External Validation and Remembering That You’re Good Enough

Nubby Twiglet | External Validation and Remembering That You’re Good Enough

I’ve been thinking a lot about the intense pull of external validation. It’s all too easy to get caught up in the adrenaline rush of flattering comments and likes…but what impact does that actually have on our daily lives and well-being?

I’ve been on social media a lot less over the last month and the initial pang of guilt has broken through to feeling more content. The premise behind the shift is simple: if you’re not constantly peering into the lives of others, it’s easier to focus on your own.

Gratitude feels intensified when you cut out the noise. When you’re not being bombarded with things you probably don’t need, places you’ve never been and people you’ve never even met, it’s possible to focus on the here and now and feel really good about where YOU are at. Of course, the internet and social media have immense benefits but I’m also aware that too much time immersed outside of reality can have negative effects.

It’s so funny to think back to the much more quaint times of the 90s. I’ve always been a magazine junkie and I remember constantly hearing that the imagery in fashion magazines could have a drastically negative effect on teen girls. I always laughed it off because I never thought of the editorials I was seeing as “real life.” It was a fantasy world created within the confines of a set. Its felt very glamorous…and very distant.

Nubby Twiglet | External Validation and Remembering That You’re Good Enough

Now though, things are different. The effects from platforms like Instagram feel intensified because we’re not just peering into curated content from a media outlet — these are real images being posted by real folks, often in somewhat real time so the FOMO (fear of missing out) hits harder. This isn’t some fantasy world but something we can internalize as feeling that if we had the right [talent, looks, house, location, bank account, whatever] that we could achieve the same outcome, as well.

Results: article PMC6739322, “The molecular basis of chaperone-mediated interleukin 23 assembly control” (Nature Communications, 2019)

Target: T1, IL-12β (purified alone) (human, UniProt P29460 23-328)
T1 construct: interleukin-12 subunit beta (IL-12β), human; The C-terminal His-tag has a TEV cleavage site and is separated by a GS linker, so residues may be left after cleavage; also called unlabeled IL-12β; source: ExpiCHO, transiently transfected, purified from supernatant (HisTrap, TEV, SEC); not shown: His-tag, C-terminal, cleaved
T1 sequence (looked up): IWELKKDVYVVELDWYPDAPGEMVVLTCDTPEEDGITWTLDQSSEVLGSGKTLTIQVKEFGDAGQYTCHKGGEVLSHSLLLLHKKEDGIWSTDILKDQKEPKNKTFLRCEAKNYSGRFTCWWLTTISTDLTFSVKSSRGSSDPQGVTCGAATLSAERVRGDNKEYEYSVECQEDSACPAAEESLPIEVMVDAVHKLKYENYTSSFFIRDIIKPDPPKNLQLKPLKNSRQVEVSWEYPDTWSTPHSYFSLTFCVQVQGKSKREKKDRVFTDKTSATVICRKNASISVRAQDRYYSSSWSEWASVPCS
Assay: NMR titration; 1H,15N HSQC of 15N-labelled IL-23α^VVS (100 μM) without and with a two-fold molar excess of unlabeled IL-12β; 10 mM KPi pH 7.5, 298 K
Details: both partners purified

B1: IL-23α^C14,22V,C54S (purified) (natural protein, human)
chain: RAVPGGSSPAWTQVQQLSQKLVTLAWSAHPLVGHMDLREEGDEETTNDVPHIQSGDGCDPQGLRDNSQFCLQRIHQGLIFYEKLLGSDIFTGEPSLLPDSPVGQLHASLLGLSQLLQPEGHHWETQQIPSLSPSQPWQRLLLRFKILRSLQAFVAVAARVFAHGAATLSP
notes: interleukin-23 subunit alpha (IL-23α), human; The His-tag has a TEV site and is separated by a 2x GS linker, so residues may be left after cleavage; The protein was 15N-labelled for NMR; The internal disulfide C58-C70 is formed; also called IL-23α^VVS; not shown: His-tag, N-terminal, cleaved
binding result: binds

After pulling back and spending more time in reality, here’s what I realized: I really like my life the way it is. I’m happy and comfortable and know what I was put on this earth to do. There’s not much I would ever consider changing. So…why is the need for external validation still there?

Sometimes, when I start scrolling through Instagram, my contentment fades away to envy. It’s uncomfortable. Last week, I discovered a brilliant designer on Instagram. I scrolled and scrolled and instead of closing out the app on a high note, I was left with the dreaded feeling of wanting to redo my entire portfolio.

These feelings suck because they take us further away from what we’re meant to do and instead, deeper into the abyss of thinking about what we could do instead. Isn’t internal validation much more fulfilling, though? The feeling of creating for creation’s sake is so much more powerful than a bunch of likes.

The way I’d been feeling was confirmed when I saw this tweet from GOMisakiGO:

“I just sat back and suddenly thought, how ridiculous it is to go through lengths and hard work just to make someone hit ‘like’.”

Nubby Twiglet | External Validation and Remembering That You’re Good Enough